Qirbi said Yemen would attend an international conference in London on January 28 that would focus on helping build Yemeni anti-terrorism capabilities and development assistance.

U.S. Secretary of State Hillary Clinton said this month development aid was vital to counter the spread of militancy among young people who "see a future with no jobs, no hope and no way ever to catch up to the developed world."

But she acknowledged that the odds of success were long in countries like Yemen -- whose 23 million population, of whom 45 percent are children under 14, is set to double in 20 years. "The real approach for combating terror in Yemen must look into the economic difficulties Yemen is facing," Qirbi said.

"We must work together to treat those difficulties through a long-term mechanism."

U.S. President Barack Obama said he has "no intention of sending U.S. boots on the ground" to Yemen and Somalia amid mounting concern about terrorist cells in those countries.

In excerpts of an interview with People magazine released on Sunday, Obama said that the "border region between Afghanistan and Pakistan remains the epicenter of Al Qaeda," though he acknowledged that the group's branch in Yemen has become "a more serious problem."

But his administration is seeking to emphasize international cooperation, rather than military action, to confront the problem in Yemen.

"I never rule out any possibility in a world that is this complex," said Obama. But, he added, "In countries like Yemen, in countries like Somalia, I think working with international partners is most effective at this point."

In November, the president announced he would send 30,000 more American troops to Afghanistan to fight terrorists. But less than a month later, the group Al Qaeda in the Arabian Peninsula suddenly came into focus when a Nigerian man who unsuccessfully tried to blow up a plane near Detroit on Christmas Day said he had received help from Islamists in Yemen.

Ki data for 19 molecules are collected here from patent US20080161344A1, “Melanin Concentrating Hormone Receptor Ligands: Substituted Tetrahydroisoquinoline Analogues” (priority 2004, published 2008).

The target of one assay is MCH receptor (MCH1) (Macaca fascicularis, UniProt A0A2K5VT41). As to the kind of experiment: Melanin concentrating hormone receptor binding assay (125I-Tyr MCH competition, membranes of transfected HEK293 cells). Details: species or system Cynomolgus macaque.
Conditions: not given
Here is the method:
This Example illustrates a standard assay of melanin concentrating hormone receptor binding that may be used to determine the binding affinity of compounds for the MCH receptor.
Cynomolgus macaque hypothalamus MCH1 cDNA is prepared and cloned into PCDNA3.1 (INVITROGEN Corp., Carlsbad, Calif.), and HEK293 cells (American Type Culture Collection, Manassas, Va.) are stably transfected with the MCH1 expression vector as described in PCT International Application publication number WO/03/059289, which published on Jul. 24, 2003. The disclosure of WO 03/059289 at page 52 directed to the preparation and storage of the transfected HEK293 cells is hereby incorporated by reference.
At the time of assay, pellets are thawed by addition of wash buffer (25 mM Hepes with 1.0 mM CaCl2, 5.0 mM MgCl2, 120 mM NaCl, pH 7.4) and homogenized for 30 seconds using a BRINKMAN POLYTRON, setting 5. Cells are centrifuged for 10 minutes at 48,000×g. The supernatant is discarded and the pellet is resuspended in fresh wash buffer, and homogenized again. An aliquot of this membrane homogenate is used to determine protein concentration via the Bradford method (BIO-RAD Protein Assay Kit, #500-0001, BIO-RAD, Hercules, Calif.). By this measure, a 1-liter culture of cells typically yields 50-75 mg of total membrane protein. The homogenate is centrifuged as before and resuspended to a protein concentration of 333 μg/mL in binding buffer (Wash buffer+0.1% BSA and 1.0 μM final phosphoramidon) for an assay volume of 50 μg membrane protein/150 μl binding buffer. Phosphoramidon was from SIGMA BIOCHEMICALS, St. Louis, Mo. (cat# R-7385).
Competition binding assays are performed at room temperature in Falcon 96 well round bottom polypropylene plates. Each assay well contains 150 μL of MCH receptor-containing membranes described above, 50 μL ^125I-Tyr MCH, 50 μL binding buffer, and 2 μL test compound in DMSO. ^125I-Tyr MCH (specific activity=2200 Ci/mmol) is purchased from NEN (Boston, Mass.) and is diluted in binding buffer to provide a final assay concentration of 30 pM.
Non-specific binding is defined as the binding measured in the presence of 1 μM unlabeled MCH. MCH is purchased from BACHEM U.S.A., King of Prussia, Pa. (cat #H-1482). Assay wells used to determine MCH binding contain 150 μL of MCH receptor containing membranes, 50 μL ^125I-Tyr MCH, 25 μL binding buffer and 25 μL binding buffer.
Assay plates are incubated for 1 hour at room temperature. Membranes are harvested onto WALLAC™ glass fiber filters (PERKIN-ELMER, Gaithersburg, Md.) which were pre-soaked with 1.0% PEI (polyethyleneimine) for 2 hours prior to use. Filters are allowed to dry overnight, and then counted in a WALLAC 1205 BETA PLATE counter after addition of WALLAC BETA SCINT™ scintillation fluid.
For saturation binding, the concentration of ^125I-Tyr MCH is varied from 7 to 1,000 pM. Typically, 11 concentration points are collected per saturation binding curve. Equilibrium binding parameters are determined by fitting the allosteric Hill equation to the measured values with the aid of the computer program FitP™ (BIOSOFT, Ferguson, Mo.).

As with the situation in Pakistan, fighting extremist strongholds in Yemen puts the United States government in a difficult position. Yemeni leaders have made it clear over the past week that they do not want American forces on their soil.

However, security experts say that the government might be too weak to effectively fight the terrorist elements. Instead, the U.S. has sent $70 million in military aid to the country – a figure it plans to double this year – and Yemen has stepped up raids against militant outposts in recent months.

Obama's remarks echoed those of his top military commanders in recent days. In an interview with CNN's Fareed Zakaria earlier this week, Adm. Mike Mullen, chairman of the Joint Chiefs of Staff, said sending U.S. troops to Yemen is "not a possibility."

And in an interview that aired Sunday with the network's Christiane Amanpour, General David H. Petreaus said he also does not want to send American forces to Yemen. "We would always want a host nation to deal with a problem itself," he said.

In playing down any talk of American military intervention in Yemen, the Obama administration is apparently trying to strike a conciliatory tone to people in the region.

"One of the things that we have to understand is that unlike a traditional war, the threats that we face and our allies face are not always going to be centered or localized in a particular geographic area, but are rather networks that are connecting over cyberspace," Obama said.

"And how we project ourselves to the world, the message we send to Muslim communities around the world, the overwhelming majority of which reject Al Qaeda but where a handful of individuals may be moved by a jihadist ideology, what counter-messaging we have to them -- all those things -- continue to be extraordinarily important."

He added, "We can't return to sort of a garrison-state notion that we're just going to hunker down and this is only an issue of firepower and boots on the ground."